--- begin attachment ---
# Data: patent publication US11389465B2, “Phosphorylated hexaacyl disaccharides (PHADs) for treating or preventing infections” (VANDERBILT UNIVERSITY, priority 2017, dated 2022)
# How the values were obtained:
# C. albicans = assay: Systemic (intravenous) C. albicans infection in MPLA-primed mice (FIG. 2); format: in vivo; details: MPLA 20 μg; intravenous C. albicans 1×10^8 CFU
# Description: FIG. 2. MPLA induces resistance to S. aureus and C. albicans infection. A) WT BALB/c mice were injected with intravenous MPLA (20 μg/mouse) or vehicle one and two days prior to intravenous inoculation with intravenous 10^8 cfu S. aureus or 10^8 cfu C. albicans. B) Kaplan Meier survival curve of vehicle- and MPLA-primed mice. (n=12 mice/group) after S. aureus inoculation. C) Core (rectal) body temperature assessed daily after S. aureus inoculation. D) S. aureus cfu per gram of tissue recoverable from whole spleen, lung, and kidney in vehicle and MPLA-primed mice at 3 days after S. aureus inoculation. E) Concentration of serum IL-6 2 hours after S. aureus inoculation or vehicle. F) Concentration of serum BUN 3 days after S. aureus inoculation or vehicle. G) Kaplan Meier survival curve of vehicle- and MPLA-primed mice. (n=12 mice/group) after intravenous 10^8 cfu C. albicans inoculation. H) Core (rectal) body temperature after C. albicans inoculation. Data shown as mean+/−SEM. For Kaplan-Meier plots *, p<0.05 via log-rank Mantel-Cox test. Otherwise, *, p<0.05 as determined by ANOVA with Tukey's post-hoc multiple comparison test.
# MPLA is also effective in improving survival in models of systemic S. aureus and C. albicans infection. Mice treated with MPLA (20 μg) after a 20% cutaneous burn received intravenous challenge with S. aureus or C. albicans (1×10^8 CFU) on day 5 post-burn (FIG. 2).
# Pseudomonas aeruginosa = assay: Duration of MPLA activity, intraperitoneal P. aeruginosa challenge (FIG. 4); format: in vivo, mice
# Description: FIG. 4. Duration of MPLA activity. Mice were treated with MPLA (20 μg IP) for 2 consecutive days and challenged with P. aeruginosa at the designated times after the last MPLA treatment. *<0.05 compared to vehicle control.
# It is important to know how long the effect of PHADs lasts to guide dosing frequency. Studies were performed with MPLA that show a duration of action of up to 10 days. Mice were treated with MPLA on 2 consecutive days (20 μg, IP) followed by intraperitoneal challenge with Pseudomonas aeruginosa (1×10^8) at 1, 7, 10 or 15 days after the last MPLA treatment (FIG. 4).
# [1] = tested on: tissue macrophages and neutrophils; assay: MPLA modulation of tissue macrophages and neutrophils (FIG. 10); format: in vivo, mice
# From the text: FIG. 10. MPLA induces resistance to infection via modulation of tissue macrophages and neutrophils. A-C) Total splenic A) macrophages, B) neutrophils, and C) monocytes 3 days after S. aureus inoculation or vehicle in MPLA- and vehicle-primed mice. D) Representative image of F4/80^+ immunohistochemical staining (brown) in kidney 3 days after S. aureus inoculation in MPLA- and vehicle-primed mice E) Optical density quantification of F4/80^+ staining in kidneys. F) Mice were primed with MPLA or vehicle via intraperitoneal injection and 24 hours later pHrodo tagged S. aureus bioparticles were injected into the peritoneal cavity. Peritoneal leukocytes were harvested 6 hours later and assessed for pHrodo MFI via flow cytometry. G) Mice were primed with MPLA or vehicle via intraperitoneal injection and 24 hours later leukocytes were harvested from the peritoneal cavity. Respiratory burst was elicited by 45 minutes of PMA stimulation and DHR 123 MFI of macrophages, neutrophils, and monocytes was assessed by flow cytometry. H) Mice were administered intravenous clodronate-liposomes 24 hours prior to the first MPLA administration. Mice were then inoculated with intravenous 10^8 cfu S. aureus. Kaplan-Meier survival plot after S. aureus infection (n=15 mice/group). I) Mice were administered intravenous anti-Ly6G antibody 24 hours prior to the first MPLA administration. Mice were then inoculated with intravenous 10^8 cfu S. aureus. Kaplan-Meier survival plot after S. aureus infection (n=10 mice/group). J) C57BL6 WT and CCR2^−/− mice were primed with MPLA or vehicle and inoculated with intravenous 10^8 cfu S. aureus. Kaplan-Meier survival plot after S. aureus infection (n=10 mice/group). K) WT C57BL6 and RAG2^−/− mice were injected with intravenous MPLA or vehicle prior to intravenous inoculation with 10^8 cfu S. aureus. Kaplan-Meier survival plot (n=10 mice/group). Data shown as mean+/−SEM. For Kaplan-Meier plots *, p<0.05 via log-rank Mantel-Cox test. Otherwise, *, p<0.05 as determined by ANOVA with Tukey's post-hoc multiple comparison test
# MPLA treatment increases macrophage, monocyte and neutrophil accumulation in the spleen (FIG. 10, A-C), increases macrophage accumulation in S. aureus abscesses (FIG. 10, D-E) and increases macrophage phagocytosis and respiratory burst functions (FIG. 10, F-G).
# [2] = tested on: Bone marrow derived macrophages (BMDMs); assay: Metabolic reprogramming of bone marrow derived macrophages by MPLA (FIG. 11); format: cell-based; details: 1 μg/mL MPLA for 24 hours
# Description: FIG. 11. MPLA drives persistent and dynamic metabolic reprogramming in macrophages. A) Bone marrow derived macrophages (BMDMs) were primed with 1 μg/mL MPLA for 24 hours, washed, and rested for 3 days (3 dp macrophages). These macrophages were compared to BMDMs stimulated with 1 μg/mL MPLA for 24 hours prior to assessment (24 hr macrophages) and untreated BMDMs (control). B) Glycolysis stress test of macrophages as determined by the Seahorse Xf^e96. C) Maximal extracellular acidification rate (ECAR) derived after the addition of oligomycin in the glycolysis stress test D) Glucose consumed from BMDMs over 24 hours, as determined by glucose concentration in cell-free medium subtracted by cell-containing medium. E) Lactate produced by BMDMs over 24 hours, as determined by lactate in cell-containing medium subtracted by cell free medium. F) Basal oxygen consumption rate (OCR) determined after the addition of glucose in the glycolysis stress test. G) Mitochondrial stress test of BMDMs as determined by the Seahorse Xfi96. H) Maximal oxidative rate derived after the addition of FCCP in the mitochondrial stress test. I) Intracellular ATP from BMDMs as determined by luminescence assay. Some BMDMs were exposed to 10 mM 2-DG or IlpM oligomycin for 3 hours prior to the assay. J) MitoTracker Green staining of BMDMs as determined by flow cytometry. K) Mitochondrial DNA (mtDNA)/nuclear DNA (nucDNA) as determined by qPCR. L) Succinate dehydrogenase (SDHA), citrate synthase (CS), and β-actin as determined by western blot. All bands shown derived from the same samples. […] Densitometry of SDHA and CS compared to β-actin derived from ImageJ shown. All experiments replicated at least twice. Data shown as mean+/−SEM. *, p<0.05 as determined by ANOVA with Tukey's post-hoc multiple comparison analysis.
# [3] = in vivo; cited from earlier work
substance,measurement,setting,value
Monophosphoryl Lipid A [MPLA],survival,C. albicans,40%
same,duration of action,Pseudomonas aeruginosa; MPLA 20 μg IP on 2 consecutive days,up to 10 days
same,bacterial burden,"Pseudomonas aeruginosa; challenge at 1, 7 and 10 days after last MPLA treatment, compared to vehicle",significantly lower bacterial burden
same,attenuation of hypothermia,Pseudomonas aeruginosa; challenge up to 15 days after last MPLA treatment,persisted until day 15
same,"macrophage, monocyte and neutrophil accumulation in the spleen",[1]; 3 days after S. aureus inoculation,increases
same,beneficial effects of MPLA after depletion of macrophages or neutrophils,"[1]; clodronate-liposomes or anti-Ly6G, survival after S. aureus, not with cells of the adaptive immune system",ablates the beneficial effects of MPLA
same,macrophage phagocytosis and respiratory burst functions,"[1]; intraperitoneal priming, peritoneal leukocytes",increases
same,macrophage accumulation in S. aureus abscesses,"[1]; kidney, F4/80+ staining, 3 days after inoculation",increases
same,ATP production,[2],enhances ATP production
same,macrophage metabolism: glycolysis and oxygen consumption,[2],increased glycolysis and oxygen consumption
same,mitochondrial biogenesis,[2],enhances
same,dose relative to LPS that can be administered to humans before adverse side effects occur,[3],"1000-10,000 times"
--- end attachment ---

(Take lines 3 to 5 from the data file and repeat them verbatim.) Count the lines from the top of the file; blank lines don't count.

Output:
# C. albicans = assay: Systemic (intravenous) C. albicans infection in MPLA-primed mice (FIG. 2); format: in vivo; details: MPLA 20 μg; intravenous C. albicans 1×10^8 CFU
# Description: FIG. 2. MPLA induces resistance to S. aureus and C. albicans infection. A) WT BALB/c mice were injected with intravenous MPLA (20 μg/mouse) or vehicle one and two days prior to intravenous inoculation with intravenous 10^8 cfu S. aureus or 10^8 cfu C. albicans. B) Kaplan Meier survival curve of vehicle- and MPLA-primed mice. (n=12 mice/group) after S. aureus inoculation. C) Core (rectal) body temperature assessed daily after S. aureus inoculation. D) S. aureus cfu per gram of tissue recoverable from whole spleen, lung, and kidney in vehicle and MPLA-primed mice at 3 days after S. aureus inoculation. E) Concentration of serum IL-6 2 hours after S. aureus inoculation or vehicle. F) Concentration of serum BUN 3 days after S. aureus inoculation or vehicle. G) Kaplan Meier survival curve of vehicle- and MPLA-primed mice. (n=12 mice/group) after intravenous 10^8 cfu C. albicans inoculation. H) Core (rectal) body temperature after C. albicans inoculation. Data shown as mean+/−SEM. For Kaplan-Meier plots *, p<0.05 via log-rank Mantel-Cox test. Otherwise, *, p<0.05 as determined by ANOVA with Tukey's post-hoc multiple comparison test.
# MPLA is also effective in improving survival in models of systemic S. aureus and C. albicans infection. Mice treated with MPLA (20 μg) after a 20% cutaneous burn received intravenous challenge with S. aureus or C. albicans (1×10^8 CFU) on day 5 post-burn (FIG. 2).